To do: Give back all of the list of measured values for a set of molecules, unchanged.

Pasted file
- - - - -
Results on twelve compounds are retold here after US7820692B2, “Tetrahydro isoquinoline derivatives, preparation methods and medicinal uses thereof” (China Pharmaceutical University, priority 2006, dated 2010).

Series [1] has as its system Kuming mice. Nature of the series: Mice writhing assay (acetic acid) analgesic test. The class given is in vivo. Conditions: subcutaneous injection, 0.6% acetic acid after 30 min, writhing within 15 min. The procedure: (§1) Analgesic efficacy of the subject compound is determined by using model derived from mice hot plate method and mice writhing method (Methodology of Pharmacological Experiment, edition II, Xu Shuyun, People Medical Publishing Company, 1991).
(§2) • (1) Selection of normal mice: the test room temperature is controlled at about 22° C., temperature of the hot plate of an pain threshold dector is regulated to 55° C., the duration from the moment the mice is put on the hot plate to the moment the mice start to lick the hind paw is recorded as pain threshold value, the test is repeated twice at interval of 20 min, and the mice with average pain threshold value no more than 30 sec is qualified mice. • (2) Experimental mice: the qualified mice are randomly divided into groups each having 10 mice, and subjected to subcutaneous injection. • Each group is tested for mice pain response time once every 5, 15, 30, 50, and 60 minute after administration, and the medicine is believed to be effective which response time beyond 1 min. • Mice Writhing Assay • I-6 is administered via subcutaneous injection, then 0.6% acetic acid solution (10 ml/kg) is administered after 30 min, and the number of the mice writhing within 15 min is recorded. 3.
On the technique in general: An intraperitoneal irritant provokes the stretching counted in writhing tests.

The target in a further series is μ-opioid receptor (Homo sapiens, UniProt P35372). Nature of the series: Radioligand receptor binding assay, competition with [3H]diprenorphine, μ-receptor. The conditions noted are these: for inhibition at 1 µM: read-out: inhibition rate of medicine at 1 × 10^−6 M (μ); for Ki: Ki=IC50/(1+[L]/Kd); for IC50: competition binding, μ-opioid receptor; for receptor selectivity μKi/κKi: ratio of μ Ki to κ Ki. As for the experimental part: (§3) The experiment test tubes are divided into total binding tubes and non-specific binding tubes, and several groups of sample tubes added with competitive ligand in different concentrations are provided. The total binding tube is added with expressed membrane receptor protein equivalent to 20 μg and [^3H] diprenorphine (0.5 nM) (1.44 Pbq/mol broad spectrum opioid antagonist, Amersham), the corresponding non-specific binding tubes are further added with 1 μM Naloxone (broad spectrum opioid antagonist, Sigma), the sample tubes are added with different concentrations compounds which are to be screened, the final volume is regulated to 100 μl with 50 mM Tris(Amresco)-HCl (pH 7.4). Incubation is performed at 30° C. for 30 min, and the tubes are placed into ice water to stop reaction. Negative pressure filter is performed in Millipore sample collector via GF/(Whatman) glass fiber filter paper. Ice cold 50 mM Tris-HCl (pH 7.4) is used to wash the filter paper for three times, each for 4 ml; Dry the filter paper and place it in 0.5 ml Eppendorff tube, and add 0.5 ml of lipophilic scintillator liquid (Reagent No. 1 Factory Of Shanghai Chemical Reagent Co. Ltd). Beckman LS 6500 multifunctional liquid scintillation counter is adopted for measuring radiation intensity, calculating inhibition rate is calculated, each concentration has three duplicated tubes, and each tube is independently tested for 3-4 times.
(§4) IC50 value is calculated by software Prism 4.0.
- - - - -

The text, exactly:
Results on twelve compounds are retold here after US7820692B2, “Tetrahydro isoquinoline derivatives, preparation methods and medicinal uses thereof” (China Pharmaceutical University, priority 2006, dated 2010).

Series [1] has as its system Kuming mice. Nature of the series: Mice writhing assay (acetic acid) analgesic test. The class given is in vivo. Conditions: subcutaneous injection, 0.6% acetic acid after 30 min, writhing within 15 min. The procedure: (§1) Analgesic efficacy of the subject compound is determined by using model derived from mice hot plate method and mice writhing method (Methodology of Pharmacological Experiment, edition II, Xu Shuyun, People Medical Publishing Company, 1991).
(§2) • (1) Selection of normal mice: the test room temperature is controlled at about 22° C., temperature of the hot plate of an pain threshold dector is regulated to 55° C., the duration from the moment the mice is put on the hot plate to the moment the mice start to lick the hind paw is recorded as pain threshold value, the test is repeated twice at interval of 20 min, and the mice with average pain threshold value no more than 30 sec is qualified mice. • (2) Experimental mice: the qualified mice are randomly divided into groups each having 10 mice, and subjected to subcutaneous injection. • Each group is tested for mice pain response time once every 5, 15, 30, 50, and 60 minute after administration, and the medicine is believed to be effective which response time beyond 1 min. • Mice Writhing Assay • I-6 is administered via subcutaneous injection, then 0.6% acetic acid solution (10 ml/kg) is administered after 30 min, and the number of the mice writhing within 15 min is recorded. 3.
On the technique in general: An intraperitoneal irritant provokes the stretching counted in writhing tests.

The target in a further series is μ-opioid receptor (Homo sapiens, UniProt P35372). Nature of the series: Radioligand receptor binding assay, competition with [3H]diprenorphine, μ-receptor. The conditions noted are these: for inhibition at 1 µM: read-out: inhibition rate of medicine at 1 × 10^−6 M (μ); for Ki: Ki=IC50/(1+[L]/Kd); for IC50: competition binding, μ-opioid receptor; for receptor selectivity μKi/κKi: ratio of μ Ki to κ Ki. As for the experimental part: (§3) The experiment test tubes are divided into total binding tubes and non-specific binding tubes, and several groups of sample tubes added with competitive ligand in different concentrations are provided. The total binding tube is added with expressed membrane receptor protein equivalent to 20 μg and [^3H] diprenorphine (0.5 nM) (1.44 Pbq/mol broad spectrum opioid antagonist, Amersham), the corresponding non-specific binding tubes are further added with 1 μM Naloxone (broad spectrum opioid antagonist, Sigma), the sample tubes are added with different concentrations compounds which are to be screened, the final volume is regulated to 100 μl with 50 mM Tris(Amresco)-HCl (pH 7.4). Incubation is performed at 30° C. for 30 min, and the tubes are placed into ice water to stop reaction. Negative pressure filter is performed in Millipore sample collector via GF/(Whatman) glass fiber filter paper. Ice cold 50 mM Tris-HCl (pH 7.4) is used to wash the filter paper for three times, each for 4 ml; Dry the filter paper and place it in 0.5 ml Eppendorff tube, and add 0.5 ml of lipophilic scintillator liquid (Reagent No. 1 Factory Of Shanghai Chemical Reagent Co. Ltd). Beckman LS 6500 multifunctional liquid scintillation counter is adopted for measuring radiation intensity, calculating inhibition rate is calculated, each concentration has three duplicated tubes, and each tube is independently tested for 3-4 times.
(§4) IC50 value is calculated by software Prism 4.0.